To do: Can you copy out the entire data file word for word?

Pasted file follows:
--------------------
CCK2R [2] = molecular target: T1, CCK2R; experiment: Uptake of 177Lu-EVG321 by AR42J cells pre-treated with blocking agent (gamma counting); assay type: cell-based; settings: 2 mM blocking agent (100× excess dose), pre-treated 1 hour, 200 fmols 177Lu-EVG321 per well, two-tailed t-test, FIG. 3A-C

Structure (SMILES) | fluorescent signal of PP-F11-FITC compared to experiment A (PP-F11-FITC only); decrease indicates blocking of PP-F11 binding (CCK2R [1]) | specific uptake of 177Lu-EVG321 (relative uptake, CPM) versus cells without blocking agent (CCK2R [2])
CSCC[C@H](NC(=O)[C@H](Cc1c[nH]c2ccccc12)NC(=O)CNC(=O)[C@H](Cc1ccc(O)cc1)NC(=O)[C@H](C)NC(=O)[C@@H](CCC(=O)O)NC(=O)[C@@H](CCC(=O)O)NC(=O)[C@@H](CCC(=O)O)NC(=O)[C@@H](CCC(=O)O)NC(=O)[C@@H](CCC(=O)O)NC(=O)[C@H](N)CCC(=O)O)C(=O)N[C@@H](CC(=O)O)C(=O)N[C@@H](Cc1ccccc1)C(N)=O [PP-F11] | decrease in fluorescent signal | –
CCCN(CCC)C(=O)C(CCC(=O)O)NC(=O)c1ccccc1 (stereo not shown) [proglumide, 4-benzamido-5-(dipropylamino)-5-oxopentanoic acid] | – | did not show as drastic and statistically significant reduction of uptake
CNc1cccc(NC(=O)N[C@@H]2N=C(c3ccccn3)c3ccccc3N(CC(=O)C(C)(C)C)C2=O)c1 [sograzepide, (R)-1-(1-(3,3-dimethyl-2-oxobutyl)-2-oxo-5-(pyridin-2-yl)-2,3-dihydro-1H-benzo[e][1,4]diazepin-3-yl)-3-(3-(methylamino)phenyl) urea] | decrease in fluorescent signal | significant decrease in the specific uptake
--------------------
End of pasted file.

CCK2R [2] = molecular target: T1, CCK2R; experiment: Uptake of 177Lu-EVG321 by AR42J cells pre-treated with blocking agent (gamma counting); assay type: cell-based; settings: 2 mM blocking agent (100× excess dose), pre-treated 1 hour, 200 fmols 177Lu-EVG321 per well, two-tailed t-test, FIG. 3A-C

Structure (SMILES) | fluorescent signal of PP-F11-FITC compared to experiment A (PP-F11-FITC only); decrease indicates blocking of PP-F11 binding (CCK2R [1]) | specific uptake of 177Lu-EVG321 (relative uptake, CPM) versus cells without blocking agent (CCK2R [2])
CSCC[C@H](NC(=O)[C@H](Cc1c[nH]c2ccccc12)NC(=O)CNC(=O)[C@H](Cc1ccc(O)cc1)NC(=O)[C@H](C)NC(=O)[C@@H](CCC(=O)O)NC(=O)[C@@H](CCC(=O)O)NC(=O)[C@@H](CCC(=O)O)NC(=O)[C@@H](CCC(=O)O)NC(=O)[C@@H](CCC(=O)O)NC(=O)[C@H](N)CCC(=O)O)C(=O)N[C@@H](CC(=O)O)C(=O)N[C@@H](Cc1ccccc1)C(N)=O [PP-F11] | decrease in fluorescent signal | –
CCCN(CCC)C(=O)C(CCC(=O)O)NC(=O)c1ccccc1 (stereo not shown) [proglumide, 4-benzamido-5-(dipropylamino)-5-oxopentanoic acid] | – | did not show as drastic and statistically significant reduction of uptake
CNc1cccc(NC(=O)N[C@@H]2N=C(c3ccccn3)c3ccccc3N(CC(=O)C(C)(C)C)C2=O)c1 [sograzepide, (R)-1-(1-(3,3-dimethyl-2-oxobutyl)-2-oxo-5-(pyridin-2-yl)-2,3-dihydro-1H-benzo[e][1,4]diazepin-3-yl)-3-(3-(methylamino)phenyl) urea] | decrease in fluorescent signal | significant decrease in the specific uptake